Molecular Phenotyping of Thyroid Tumors Identifies a Marker Panel for Differentiated Thyroid Cancer Diagnosis
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Currently, a large proportion of individuals undergo thyroidectomy as a diagnostic procedure for cancer. The objective of this work was to evaluate the molecular phenotype of differentiated thyroid cancer (DTC) and benign thyroid lesions to identify molecular markers that allow for accurate thyroid cancer diagnosis.
Tissue microarrays consisting of 100 benign and 105 malignant thyroid lesions, plus 24 lymph node samples, were stained for a panel of 57 molecular markers. Significant associations between marker staining and tumor pathology (DTC versus benign) were determined using contingency table and Mann-Whitney U (MU) tests. A Random Forests classifier algorithm was also used to identify useful/important molecular classifiers.
Of the 57 diagnostic markers evaluated 35 (61%) were significantly associated with a DTC diagnosis after multiple testing correction. Of these, in DTC compared with benign thyroid tumors, 8 markers were downregulated and 27 upregulated. The most significant markers for DTC diagnosis were: Galectin-3, Cytokeratin 19, Vascular Endothelial Growth Factor, Androgen Receptor, p16, Aurora-A, and HBME-1. Using the entire molecular marker panel, a Random Forests algorithm was able to classify tumors as DTC or benign with an estimated sensitivity of 87.9%, specificity of 94.0%, and an accuracy of 91.0%.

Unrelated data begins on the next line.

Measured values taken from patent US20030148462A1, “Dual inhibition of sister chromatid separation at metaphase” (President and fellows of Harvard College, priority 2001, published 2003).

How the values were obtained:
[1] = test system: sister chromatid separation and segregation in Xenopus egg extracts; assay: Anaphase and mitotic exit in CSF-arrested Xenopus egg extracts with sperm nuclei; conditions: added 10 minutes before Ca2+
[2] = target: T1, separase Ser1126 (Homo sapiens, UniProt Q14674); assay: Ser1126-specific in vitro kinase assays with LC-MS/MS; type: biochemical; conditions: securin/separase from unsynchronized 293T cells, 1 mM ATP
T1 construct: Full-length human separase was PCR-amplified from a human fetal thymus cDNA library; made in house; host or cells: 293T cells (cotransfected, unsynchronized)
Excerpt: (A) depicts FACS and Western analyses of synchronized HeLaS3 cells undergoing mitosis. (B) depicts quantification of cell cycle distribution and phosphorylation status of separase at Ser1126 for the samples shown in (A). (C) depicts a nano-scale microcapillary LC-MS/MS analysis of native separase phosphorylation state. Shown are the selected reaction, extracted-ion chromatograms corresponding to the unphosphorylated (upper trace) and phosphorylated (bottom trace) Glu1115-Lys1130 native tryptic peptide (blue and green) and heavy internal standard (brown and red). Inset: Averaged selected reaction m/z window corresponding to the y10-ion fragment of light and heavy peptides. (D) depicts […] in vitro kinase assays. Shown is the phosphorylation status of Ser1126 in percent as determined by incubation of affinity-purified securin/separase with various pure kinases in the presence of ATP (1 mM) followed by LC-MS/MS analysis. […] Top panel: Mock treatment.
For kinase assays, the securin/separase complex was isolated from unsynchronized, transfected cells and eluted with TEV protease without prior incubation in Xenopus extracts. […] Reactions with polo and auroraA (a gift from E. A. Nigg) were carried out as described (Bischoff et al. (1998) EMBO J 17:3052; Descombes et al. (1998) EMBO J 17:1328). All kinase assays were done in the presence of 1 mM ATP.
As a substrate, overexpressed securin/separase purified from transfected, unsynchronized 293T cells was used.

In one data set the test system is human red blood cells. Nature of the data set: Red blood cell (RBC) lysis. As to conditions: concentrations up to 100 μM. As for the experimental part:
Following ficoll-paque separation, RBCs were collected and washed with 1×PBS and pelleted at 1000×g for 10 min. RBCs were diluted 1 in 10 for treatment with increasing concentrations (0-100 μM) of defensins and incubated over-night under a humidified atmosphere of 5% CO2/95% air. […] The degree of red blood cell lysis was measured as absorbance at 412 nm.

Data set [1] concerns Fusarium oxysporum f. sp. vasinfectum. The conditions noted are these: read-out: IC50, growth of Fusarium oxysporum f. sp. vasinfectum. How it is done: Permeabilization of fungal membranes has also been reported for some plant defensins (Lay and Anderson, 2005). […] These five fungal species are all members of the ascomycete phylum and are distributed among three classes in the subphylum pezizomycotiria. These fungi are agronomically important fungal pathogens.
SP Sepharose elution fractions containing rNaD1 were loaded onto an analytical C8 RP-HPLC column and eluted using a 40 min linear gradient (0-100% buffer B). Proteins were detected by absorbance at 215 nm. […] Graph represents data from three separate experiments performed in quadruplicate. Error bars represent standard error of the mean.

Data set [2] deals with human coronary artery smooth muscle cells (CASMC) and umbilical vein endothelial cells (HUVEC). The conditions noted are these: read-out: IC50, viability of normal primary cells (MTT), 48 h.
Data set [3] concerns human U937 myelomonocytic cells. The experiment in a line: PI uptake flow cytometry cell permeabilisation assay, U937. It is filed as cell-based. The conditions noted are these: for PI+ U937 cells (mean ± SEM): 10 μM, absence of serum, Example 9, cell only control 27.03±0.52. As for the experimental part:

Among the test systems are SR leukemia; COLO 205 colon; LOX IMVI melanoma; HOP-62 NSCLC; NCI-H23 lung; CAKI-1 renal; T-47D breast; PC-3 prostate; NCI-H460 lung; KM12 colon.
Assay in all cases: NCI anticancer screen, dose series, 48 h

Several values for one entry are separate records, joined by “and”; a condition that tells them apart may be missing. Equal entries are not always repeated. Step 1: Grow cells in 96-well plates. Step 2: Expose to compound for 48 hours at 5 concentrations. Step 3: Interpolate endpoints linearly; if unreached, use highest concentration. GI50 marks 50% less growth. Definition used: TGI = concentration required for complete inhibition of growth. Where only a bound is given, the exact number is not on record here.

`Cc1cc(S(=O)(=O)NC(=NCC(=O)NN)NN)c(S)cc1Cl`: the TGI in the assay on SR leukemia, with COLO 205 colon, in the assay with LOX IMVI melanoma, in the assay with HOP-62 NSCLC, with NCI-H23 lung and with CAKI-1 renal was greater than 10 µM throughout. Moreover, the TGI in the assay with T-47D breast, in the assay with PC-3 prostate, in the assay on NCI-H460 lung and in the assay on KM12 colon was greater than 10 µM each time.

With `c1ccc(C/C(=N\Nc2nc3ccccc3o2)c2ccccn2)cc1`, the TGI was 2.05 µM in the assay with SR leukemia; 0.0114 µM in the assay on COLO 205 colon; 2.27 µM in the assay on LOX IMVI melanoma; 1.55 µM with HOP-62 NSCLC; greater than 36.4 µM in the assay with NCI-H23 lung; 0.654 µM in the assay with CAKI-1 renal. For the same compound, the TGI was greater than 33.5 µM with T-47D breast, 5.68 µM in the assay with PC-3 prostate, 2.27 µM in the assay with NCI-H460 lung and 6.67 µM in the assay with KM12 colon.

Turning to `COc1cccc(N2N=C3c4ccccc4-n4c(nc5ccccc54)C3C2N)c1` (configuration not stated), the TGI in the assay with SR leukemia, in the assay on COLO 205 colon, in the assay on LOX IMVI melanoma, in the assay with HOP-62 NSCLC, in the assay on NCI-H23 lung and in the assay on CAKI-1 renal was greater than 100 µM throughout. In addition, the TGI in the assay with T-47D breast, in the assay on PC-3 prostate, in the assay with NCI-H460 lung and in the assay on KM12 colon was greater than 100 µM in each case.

Evaluation of the DTC and benign thyroid tumor molecular phenotype has allowed for identification of a marker panel, composed of both established and novel markers, useful for thyroid cancer diagnosis. These results suggest that further study of the molecular profile of thyroid tumors is warranted, and a diagnostic molecular marker panel may potentially improve patient selection for thyroid surgery.
KeywordsThyroid cancer Molecular markers Tissue microarray Galectin-3
SMW is a Michael Smith Scholar, and this work was supported by the Michael Smith Foundation For Health Research (MSFHR) and the University of British Columbia Department of Surgery. SJMJ was supported by MSFHR and the British Columbia Cancer Foundation. OLG was supported by the Canadian Institutes of Health Research (CIHR) and MSFHR.
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